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Iraq ex-PM says survives assassination bid
Updated: 2005-12-05 07:55

NAJAF, Iraq (Reuters) - Iraq's former prime minister Iyad Allawi said gunmen tried to assassinate him in Shi'ite Islam's holiest shrine on Sunday, forcing him to cut short an election campaign visit pursued by an angry mob.

Former Iraqi prime minister Iyad Allawi gestures while answering questions during an interview in Baghdad December 4, 2005.
Former Iraqi prime minister Iyad Allawi gestures while answering questions during an interview in Baghdad December 4, 2005. [Reuters]
"It appeared to be an assassination attempt," the secular Shi'ite said; 60-70 men in black, armed with guns and knives, set upon his small party as he prayed at the Imam Ali mosque.

One took aim but dropped his gun, said the former U.S.-backed premier, who is mounting a strong challenge to the ruling Shi'ite Islamist bloc for the December 15 parliamentary vote.

No independent account was available and it was unclear just how Allawi's mostly unarmed group had escaped serious injury.

Police said two of Allawi's party were hurt when men with batons attacked them and they fled the shrine under a hail of rocks, tomatoes and shoes -- the latter a grave insult in Iraq. Television images showed people running as others threw sandals.

Allawi, who seems to relish playing up to a tough-guy image and once barely survived an axe attack by agents of Saddam Hussein, refused to accuse any group directly. But broad hints that Islamist rivals had a hand in it are likely to inflame an already bad-tempered campaign for the majority Shi'ite vote.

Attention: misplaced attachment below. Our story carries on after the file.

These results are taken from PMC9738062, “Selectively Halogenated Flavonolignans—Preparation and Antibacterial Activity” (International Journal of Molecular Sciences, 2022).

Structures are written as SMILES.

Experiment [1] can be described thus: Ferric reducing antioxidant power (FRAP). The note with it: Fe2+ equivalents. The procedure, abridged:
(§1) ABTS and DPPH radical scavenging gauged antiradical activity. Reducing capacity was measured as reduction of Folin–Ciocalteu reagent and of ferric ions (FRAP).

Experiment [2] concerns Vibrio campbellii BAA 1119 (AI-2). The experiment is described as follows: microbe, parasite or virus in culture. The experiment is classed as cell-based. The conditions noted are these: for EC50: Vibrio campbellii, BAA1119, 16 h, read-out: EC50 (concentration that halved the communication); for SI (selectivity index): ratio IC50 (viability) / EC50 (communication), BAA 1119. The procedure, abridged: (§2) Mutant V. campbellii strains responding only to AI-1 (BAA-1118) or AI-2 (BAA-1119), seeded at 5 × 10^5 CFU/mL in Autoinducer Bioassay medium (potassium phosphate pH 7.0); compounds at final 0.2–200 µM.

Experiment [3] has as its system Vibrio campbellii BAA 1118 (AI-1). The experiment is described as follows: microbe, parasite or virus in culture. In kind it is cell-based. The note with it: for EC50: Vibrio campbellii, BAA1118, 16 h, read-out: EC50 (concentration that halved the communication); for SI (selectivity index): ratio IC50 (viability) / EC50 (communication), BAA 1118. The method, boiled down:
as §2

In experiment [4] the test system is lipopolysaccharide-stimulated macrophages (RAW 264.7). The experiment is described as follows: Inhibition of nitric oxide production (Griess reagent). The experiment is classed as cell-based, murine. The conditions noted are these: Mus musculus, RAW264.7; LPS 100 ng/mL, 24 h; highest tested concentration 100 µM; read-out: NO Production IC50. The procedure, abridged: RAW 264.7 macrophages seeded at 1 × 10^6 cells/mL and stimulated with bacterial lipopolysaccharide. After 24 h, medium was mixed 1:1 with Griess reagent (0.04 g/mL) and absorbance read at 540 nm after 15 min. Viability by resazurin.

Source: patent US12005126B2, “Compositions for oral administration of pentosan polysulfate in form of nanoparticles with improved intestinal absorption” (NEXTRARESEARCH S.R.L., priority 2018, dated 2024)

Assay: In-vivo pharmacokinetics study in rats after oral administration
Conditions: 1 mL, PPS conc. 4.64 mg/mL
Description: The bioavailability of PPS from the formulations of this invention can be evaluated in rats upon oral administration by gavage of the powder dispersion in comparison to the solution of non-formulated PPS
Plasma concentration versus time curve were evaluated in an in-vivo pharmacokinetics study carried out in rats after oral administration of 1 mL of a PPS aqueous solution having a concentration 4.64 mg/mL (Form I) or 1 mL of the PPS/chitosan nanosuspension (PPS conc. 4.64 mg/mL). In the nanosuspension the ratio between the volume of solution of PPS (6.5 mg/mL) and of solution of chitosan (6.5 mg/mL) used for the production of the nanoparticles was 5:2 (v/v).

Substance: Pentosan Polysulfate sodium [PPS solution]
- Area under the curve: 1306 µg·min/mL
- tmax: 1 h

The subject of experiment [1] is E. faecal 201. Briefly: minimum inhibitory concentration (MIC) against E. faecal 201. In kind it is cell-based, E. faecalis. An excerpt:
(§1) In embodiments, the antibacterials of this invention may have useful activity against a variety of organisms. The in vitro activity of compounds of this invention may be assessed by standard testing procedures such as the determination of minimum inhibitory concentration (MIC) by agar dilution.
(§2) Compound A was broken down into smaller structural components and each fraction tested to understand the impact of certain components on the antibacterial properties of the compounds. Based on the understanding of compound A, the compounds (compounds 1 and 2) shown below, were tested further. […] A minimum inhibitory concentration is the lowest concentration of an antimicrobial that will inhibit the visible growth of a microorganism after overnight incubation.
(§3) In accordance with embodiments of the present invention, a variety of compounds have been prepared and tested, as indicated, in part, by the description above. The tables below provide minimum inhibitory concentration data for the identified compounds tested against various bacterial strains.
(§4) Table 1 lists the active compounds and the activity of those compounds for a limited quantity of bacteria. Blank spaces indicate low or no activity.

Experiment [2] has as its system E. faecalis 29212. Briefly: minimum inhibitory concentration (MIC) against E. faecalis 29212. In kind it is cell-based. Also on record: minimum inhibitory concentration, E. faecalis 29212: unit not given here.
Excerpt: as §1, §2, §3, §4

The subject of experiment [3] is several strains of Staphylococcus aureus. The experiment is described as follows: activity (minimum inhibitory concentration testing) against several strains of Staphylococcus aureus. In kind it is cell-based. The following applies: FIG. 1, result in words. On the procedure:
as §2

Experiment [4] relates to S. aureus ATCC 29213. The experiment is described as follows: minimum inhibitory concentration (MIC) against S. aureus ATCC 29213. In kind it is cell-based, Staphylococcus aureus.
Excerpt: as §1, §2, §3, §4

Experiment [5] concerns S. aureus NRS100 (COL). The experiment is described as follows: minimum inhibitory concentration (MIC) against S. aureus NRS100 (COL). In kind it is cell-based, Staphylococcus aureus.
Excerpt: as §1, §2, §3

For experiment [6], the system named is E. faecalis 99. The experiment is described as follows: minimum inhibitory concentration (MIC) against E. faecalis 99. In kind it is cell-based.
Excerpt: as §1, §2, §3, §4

"We believe this was premeditated," he said on his return to Baghdad. "It was very clear that they had evil intent to kill either the whole delegation or at least me."

"One of the attackers, pulled a gun ... from his side and as he was trying to aim the pistol at me, the pistol fell from his hand," a relaxed-looking Allawi told Reuters.

"This is yet another sign that these people are determined to wreck democracy ... in Iraq and they are using this thuggish behavior to wreck the country and to bring about chaos," he said. "We are determined that the democracy will win."

Aides said his assailants chanted support for backers of militant cleric Moqtada al-Sadr, whose black-uniformed Mehdi Army militia rose up in Najaf against Allawi's U.S.-nominated government in 2004 before being crushed by U.S. troops.
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